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Finish Line in Sight for EAA’s Medical Certification Reform Efforts!
Today’s approval by Senate leaves only president’s signature remaining for legislation
July 13, 2016 – The nearly five-year effort by EAA and AOPA for meaningful third-class medical certification reform is now just one step away from reality, as today the U.S. Senate passed an FAA funding extension that includes major changes for medical certification.
The measure passed on an 89-4 vote and now goes to President Obama for his expected signature. That is anticipated to occur prior to the temporary FAA funding resolution expiring on Friday, July 15. This would bring a successful conclusion to an effort that began when EAA and AOPA jointly petitioned the FAA in 2012 for sweeping changes to third-class medical certification.
“What a great moment for recreational aviators who have been burdened with unnecessary regulations and expense with regard to medical certification,” said Jack J. Pelton, EAA CEO/Chairman. “There have been many doubters, but many more pilots who saw this as the most important advocacy effort EAA has pursued in years. We thank everyone who has given their support through all the ups and downs involved in getting this legislation across the finish line.”
Under the measure, the FAA has six months to issue the appropriate implementing regulations, but if they fail to do so within a year then the FAA can no longer take enforcement action against a pilot who does not hold a medical and otherwise meets the requirements stated in the legislation.
“Time and again the Senate has voted to pass the Pilot’s Bill of Rights 2, showing the strong bipartisan support there is among my colleagues for the general aviation community and specifically for reforming onerous third-class medical regulations," Inhofe said. "Now we have finally accomplished this goal with third-class medical reform included in the FAA extension that has successfully passed both chambers and will be signed into law by the president. This is a huge win for general aviation and will ensure that GA pilots across the country are not overburdened by existing medical certification regulations. I am grateful for the strong and consistent voice of EAA members who shared why third-class medical reform is necessary. I want to thank Jack Pelton, CEO/Chairman of the Experimental Aircraft Association, and his team for their leadership and support from the beginning and all their work to educate my colleagues in Congress on issues that affect pilots."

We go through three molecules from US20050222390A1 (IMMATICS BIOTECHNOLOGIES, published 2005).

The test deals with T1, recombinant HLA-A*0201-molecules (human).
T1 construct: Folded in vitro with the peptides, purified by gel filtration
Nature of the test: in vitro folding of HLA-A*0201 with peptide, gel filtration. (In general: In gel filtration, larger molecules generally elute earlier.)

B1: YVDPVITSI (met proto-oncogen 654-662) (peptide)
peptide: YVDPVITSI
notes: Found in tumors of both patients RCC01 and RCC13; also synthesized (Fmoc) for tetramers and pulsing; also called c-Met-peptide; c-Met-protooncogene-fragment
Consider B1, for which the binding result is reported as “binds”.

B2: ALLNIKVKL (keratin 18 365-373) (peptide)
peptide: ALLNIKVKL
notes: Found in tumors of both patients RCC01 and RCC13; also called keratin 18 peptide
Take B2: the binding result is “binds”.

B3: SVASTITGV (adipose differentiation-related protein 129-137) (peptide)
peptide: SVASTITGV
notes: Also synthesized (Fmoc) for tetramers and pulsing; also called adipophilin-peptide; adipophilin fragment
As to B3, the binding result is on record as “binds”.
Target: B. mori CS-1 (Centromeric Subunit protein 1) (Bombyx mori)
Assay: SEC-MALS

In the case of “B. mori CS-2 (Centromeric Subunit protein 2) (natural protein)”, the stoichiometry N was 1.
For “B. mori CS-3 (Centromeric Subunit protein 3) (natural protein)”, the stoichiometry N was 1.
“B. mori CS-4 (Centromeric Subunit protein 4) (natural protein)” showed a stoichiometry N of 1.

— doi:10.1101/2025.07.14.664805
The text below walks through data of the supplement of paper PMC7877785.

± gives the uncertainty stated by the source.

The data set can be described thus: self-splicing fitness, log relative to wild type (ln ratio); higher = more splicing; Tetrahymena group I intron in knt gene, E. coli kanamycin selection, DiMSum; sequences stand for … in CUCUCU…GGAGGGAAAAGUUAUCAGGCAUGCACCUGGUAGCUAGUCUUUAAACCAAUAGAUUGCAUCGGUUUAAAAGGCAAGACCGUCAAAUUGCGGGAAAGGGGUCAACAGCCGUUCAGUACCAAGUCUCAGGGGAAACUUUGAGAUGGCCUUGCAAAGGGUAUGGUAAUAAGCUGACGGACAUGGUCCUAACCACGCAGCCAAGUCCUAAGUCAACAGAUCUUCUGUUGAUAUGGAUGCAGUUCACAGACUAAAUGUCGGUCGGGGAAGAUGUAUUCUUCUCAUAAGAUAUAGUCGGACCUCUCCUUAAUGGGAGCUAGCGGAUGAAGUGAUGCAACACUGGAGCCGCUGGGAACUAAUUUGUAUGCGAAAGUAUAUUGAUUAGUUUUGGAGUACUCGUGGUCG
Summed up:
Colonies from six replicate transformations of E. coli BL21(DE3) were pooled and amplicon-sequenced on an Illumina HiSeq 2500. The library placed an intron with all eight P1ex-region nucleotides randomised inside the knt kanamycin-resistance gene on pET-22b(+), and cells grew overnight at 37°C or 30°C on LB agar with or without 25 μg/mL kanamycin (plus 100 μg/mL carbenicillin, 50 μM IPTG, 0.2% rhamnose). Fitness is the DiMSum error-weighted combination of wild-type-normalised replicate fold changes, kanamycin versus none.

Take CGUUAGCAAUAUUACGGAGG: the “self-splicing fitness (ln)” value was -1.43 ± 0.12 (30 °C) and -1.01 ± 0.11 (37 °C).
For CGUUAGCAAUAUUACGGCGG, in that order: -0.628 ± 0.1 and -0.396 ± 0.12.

While Inhofe forged the path forward in the Senate, working to surmount notable challenges and hurdles to the measure, EAA-member pilots Rep. Sam Graves (R-Missouri) and Rep. Todd Rokita (R-Indiana) were leading the effort in the House. Pelton credited them for making it possible to create legislation that would pass Congress.
“This FAA extension is a win for General Aviation,” said Graves. “With provisions on third-class medical reform and tower marking requirements that improve safety for aviators, we can begin to fix some of our industry’s most pressing challenges. With that said, we must press forward to address some policies not included in this bill, such as lengthening the timeframe of aircraft registration, repealing statutory flight restrictions at sports stadiums near air shows, and permanently killing the threat of FAA fees for ATC services at air shows like Oshkosh and Sun ’n Fun.”
Inhofe will be speaking at EAA AirVenture Oshkosh on Saturday, July 30 at 10 a.m. in Forums Stage 1, while Graves and Rokita are also expected to attend. At AirVenture, EAA’s advocacy and membership teams will also be talking with members to review any specific language of the bill that is expected to be signed into law this week, and what it means for individual members.
The bill will allow most pilots who have held a valid medical certificate since July 2006 to fly without needing another FAA medical exam. Instead, pilots can be examined by their personal physician every four years and take an online aeromedical factors course every two years to remain medically qualified to fly.
“We said at the beginning that taking the legislative path was time-consuming and painstaking work, and we want to give enormous credit to those in Congress who showed leadership time and again,” Pelton said. “First, Inhofe’s persistence to find a way forward in the Senate on four separate occasions cannot be overstated. Graves and Rokita stepped up in the House to push this bill forward. I ask that EAA members thank these legislators for their dedication to this measure, and thank their own home-state legislators who supported it as well.”
For more information, see EAA’s FAQ page regarding aeromedical reform.